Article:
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Caledonia in chaos after barricade comes down then quickly goes back up

Hamilton Spectator
Monday, May 22, 2006 | Updated at 3:48 PM EDT

[SISIS note: The following mainstream news article is provided for reference only, as an example of how mainstream media treats indigenous resistance to genocide. Mainstream media often presents biased and distorted information, lacking pertinent facts and/or context. Inclusion of this article on our site should not be considered an endorsement by SISIS.]

The situation in Caledonia is deteriorating by the minute this afternoon.

Native protesters have dug up the pavement on Argyle Street and there are reports that power is out in parts of Haldimand County.

About 50 police officers have taken up a position between residents and native protesters on the main street in Caledonia. The police intervention was prompted by a fight that broke out between native protesters and residents.

The events of this afternoon are a stark contrast to the morning, when native protesters removed the barricade as a sign of goodwill.

"If you had asked me three hours back, I'd say we are finally coming together and building some harmony'", said David Peterson, who had been working for the Ontario government as an interim negotiatior, trying to cool down local emotions.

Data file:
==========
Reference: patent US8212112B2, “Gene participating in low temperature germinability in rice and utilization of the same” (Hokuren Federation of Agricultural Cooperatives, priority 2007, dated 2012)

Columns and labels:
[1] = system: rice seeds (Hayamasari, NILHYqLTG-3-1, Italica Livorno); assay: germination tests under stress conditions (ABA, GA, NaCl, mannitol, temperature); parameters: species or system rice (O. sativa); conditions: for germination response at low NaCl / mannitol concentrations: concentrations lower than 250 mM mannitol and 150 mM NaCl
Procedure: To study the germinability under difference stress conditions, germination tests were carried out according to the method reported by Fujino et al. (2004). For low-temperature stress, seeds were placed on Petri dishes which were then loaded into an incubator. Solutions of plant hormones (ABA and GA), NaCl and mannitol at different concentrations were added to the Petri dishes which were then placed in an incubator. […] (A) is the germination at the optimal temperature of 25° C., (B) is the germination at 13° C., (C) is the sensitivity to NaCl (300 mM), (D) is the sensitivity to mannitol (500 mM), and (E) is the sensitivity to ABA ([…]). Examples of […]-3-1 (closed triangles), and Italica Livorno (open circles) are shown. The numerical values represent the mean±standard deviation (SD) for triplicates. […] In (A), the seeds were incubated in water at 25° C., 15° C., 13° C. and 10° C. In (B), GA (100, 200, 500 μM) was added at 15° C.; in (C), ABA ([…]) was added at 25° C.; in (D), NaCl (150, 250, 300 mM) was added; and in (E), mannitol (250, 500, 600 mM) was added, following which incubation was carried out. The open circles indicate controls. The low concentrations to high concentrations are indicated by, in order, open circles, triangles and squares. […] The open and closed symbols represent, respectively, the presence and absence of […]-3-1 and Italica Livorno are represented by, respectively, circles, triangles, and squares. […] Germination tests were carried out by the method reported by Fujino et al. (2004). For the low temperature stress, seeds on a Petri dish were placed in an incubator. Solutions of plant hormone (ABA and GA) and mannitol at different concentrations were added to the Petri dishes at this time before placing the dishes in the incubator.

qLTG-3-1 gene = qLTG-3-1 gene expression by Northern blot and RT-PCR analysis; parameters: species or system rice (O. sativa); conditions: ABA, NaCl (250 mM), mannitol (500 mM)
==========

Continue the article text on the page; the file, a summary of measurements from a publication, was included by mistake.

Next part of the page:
What happened this morning after the native barricade was removed is not entirely clear. As native protesters were giving a news conference, some residents from Caledonia formed a human chain across the road. A fight between some of the residents and protesters followed and police intervened.

As a result of the exchange, the barricade went back up and remains there.

David Peterson says the hotter things get at Caledonia, the more he fears something will happen to force an Oka or Ipperwash style incident.

"These issues tend to collect extreme elements on both sides," said the former Ontario premier, who has been at Caledonia three weeks trying to calm emotions and bring the sides together.

"What you fear is something like the permanent stain of an Oka. You think of Ipperwash and you think of a certain set of facts."

Peterson was referring to the shooting death of Dudley George, a native protestor at Ipperwash, and the violent confrontation at Oka, Quebec in 1990.

"Something went wrong," Peterson said after barricades were put back up and road reopenings scuttled.

"The native community offered a gesture, taking it (barricade) down," Peterson said. "Somehow or other, this gesture was not accepted as what it is," he said, referring to the local reaction.

"The native community doesn't bear the Caledonia community any malice. In a sense, they (Caledonia residents) were collateral damage."

Haldimand County Mayor Marie Trainer said she didn't know what to think when the situaion deteriorated.

"It was going to be good for business that Argyle Street was open, and safer."

She said she didn't know exacty what happened, and was disappointed.

The situation on the ground today was "making things very hot," Trainer said. "But I understand the frustration."

Peterson began today planning to hand the situation over to the official land negotiation team for the federal and provincial goverments -- headed by former federal Tory minister Barbara McDougall for Ottawa and former Liberal cabinet minister Jane Stewart, appointed by Ontario. He believed his job of "cooling things out" so formal negotiations could begin was over.

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